On appeal from the Superior Court of New Jersey, Law Division, Monmouth County, Indictment No. 05-02-0422.
NOT FOR PUBLICATION WITHOUT THE APPROVAL OF THE APPELLATE DIVISION
Submitted February 15, 2012
Before Judges Simonelli and Hayden.
Defendant Steve Marks appeals from the March 31, 2010 Law Division order, which denied his petition for post-conviction relief (PCR) grounded on ineffective assistance of trial and appellate counsel. We affirm.
The facts of this matter are set forth in State v. Marks, No. A-1457-06 (App. Div. July 18, 2008), certif. denied, 196 N.J. 599 (2008), and need not be repeated here in detail. The following facts are pertinent to this appeal.
A jury convicted defendant of third-degree resisting arrest, N.J.S.A. 2C:29-2a(3) (count one); second-degree eluding the police, N.J.S.A. 2C:29-2b (count two); third-degree aggravated assault on a police officer, N.J.S.A. 2C:12-1b, -1b(5)(a) and -1b(2) (counts three, five and eight respectively); and second-degree aggravated assault while eluding, N.J.S.A. 2C:12-1b(6) (count nine).*fn1 The trial judge imposed a four-year term of imprisonment on count one, and a concurrent five-year term of imprisonment on count two. The judge merged counts three, five and eight into count nine and imposed a consecutive five-year term of imprisonment with an eighty-five percent period of parole ineligibility pursuant to the No Early Release Act, N.J.S.A. 2C:43-7.2.
Defendant filed a PCR petition, contending that trial counsel rendered ineffective assistance because in his opening statement and summation, he misstated to the jury that it "should" rather than "must" find defendant not guilty if the State did not prove the charges beyond a reasonable doubt. Defendant posited that counsel's statements diluted the State's burden of proof to allow for a conviction without proof of each element of the charges beyond a reasonable doubt. Defendant also argued that appellate counsel rendered ineffective assistance by failing to raise trial counsel's ineffectiveness on defendant's direct appeal, and that his PCR petition was not procedurally barred.
In opposition, the State argued that Rule 3:22-4 bars defendant's ineffective-assistance-of-counsel claim because he should have raised it in his direct appeal, and no exception applied. The State also argued that defendant failed to establish a prima facie case of ineffective assistance of counsel, or alternatively, the trial judge corrected any possible prejudice caused by counsel's statements when she explained the State's burden of proof in the final jury instructions.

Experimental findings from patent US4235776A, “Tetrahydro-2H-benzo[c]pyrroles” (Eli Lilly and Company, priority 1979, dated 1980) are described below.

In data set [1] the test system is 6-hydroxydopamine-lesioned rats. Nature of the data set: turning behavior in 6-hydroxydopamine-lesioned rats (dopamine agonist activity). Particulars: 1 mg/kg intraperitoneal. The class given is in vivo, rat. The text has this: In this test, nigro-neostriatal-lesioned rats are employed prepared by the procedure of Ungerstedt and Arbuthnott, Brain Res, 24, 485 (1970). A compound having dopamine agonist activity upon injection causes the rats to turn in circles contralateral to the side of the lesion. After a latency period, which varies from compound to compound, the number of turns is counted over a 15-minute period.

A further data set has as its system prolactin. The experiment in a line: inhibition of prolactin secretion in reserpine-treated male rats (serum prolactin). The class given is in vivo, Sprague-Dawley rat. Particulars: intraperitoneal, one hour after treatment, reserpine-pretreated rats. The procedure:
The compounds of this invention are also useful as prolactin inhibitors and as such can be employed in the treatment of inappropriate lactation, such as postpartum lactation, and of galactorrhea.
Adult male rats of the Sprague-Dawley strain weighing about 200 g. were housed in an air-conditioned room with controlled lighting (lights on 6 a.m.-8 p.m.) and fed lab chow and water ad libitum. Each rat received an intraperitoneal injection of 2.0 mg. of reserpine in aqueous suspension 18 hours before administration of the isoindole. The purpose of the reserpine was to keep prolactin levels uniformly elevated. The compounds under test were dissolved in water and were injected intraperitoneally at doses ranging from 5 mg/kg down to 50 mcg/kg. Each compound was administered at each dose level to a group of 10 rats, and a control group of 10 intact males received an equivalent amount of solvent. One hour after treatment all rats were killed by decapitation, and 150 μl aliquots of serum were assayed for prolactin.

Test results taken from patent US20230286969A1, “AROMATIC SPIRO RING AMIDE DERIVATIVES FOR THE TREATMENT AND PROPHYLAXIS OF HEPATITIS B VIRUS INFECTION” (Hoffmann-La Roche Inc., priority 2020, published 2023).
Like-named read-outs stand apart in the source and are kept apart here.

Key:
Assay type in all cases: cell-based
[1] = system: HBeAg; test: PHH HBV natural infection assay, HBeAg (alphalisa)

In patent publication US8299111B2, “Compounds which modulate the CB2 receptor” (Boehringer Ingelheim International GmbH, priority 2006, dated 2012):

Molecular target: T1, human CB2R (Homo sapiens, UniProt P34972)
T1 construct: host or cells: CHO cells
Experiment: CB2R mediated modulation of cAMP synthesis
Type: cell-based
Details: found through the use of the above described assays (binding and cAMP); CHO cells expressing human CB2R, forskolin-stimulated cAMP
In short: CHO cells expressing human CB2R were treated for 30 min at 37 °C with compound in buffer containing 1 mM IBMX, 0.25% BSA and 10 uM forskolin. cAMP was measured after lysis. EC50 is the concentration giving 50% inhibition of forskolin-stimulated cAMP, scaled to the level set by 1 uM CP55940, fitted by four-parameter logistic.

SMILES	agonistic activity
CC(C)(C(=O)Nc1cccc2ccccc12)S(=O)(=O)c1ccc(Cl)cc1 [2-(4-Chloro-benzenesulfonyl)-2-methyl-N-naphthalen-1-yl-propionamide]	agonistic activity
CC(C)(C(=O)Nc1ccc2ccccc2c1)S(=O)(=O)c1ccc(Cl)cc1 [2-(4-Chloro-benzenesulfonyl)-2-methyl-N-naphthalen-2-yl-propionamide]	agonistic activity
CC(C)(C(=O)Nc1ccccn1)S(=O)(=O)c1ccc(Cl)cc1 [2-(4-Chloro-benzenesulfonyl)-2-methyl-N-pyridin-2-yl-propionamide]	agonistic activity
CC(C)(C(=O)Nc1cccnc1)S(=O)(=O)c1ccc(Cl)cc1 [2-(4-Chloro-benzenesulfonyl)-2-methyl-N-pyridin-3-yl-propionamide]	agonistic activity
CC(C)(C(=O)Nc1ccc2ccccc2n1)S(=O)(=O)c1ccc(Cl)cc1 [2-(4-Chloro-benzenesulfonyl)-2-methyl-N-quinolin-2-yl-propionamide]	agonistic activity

In a written opinion rendered on March 31, 2010, Judge Ronald Lee Reisner applied exceptions (1) and (3) of Rule 3:22-4(a) to conclude that defendant's petition was not procedurally barred. The judge relied on the general policy against entertaining ineffective-assistance-of-counsel claims on direct appeal, and on the constitutional dimension of such a claim.
Addressing the merits, Judge Reisner concluded that defendant failed to satisfy both prongs of Strickland v. Washington, 466 U.S. 668, 104 S. Ct. 2052, 80 L. Ed. 2d 674 (1984) as to trial counsel. With respect to the second prong, the judge found that, even if trial counsel's statements were deficient, there was no prejudice because the trial judge had properly instructed the jury on the presumption of innocence, on the State's burden to prove every element of every charge beyond a reasonable doubt, and on the jury's obligation to acquit defendant where the State failed to meet its burden of proof. The trial judge had also properly instructed the jury that it must accept her explanation as to the law and disregard what the attorneys said about the law if it differed from her instructions, as well as that the jury must not treat the attorneys' opening statements and summations as evidence. Judge Reisner also concluded that defendant failed to satisfy both prongs of Strickland, supra, 466 U.S. 668, 104 S. Ct. 2052, 80 L. Ed. 2d 674, as to appellate counsel. This appeal followed. On appeal, defendant raises the following contentions: POINT I THE TRIAL COURT ERRED IN DENYING
THE DEFENDANT'S PETITION FOR POST CONVICTION RELIEF SINCE HE FAILED TO RECEIVE ADEQUATE LEGAL REPRESENTATION FROM TRIAL
POINT II THE TRIAL COURT ERRED IN DENYING THE DEFENDANT'S PETITION FOR POST CONVICTION RELIEF SINCE HE FAILED TO RECEIVE ADEQUATE LEGAL REPRESENTATION AT THE APPELLATE LEVEL. POINT III THE TRIAL COURT PROPERLY ADJUDICATED THE DEFENDANT'S PETITION FOR POST CONVICTION RELIEF ON ITS SUBSTANTIVE MERITS SINCE ...